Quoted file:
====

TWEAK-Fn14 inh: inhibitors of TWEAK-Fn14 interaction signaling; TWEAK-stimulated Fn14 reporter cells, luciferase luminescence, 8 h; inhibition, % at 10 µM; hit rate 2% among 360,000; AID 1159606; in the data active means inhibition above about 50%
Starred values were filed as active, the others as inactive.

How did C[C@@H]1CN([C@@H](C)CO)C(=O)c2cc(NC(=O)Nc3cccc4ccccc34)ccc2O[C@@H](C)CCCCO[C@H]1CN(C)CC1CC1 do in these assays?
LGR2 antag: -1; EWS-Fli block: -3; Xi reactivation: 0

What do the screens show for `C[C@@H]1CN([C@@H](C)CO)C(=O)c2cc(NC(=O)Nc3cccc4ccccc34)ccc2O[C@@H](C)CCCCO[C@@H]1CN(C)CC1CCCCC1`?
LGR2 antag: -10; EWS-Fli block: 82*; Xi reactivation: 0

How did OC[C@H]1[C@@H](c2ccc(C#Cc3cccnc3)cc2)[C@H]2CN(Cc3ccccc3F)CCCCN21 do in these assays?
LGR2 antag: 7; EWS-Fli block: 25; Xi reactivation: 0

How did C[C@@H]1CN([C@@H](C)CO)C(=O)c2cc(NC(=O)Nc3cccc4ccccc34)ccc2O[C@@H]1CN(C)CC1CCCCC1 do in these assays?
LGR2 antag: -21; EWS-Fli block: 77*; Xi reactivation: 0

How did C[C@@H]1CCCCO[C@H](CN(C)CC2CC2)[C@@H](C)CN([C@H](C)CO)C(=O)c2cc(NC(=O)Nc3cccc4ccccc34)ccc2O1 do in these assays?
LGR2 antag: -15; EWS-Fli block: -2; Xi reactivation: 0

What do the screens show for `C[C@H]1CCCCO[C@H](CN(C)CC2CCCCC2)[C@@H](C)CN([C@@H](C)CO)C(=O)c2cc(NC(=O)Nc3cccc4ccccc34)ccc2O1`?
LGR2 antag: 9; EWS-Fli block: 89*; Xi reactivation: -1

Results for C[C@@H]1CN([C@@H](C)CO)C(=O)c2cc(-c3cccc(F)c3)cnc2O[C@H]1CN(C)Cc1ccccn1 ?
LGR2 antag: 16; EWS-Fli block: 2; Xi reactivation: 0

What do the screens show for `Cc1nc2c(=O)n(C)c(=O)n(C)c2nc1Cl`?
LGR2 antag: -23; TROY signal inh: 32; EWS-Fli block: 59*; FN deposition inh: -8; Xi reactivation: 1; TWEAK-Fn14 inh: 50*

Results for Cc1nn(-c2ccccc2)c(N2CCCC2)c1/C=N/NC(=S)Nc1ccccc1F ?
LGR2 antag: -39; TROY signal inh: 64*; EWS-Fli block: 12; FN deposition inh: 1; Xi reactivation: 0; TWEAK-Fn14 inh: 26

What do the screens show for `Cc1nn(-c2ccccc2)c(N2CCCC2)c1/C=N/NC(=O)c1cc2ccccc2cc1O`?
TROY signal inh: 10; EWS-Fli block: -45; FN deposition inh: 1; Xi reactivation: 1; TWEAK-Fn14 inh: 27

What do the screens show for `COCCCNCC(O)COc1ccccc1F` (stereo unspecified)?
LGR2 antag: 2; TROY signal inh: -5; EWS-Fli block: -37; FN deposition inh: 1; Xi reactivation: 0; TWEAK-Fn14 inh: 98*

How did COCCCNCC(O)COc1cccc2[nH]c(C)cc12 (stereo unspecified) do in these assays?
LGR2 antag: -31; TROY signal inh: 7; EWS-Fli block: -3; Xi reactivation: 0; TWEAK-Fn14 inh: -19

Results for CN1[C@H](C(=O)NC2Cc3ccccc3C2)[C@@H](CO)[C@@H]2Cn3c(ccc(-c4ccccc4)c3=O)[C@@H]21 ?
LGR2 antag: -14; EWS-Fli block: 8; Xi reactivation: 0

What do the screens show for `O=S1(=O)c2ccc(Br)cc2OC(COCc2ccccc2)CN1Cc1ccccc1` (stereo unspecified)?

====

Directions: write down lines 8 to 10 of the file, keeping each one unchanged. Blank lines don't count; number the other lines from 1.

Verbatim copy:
LGR2 antag: 7; EWS-Fli block: 25; Xi reactivation: 0

How did C[C@@H]1CN([C@@H](C)CO)C(=O)c2cc(NC(=O)Nc3cccc4ccccc34)ccc2O[C@@H]1CN(C)CC1CCCCC1 do in these assays?
LGR2 antag: -21; EWS-Fli block: 77*; Xi reactivation: 0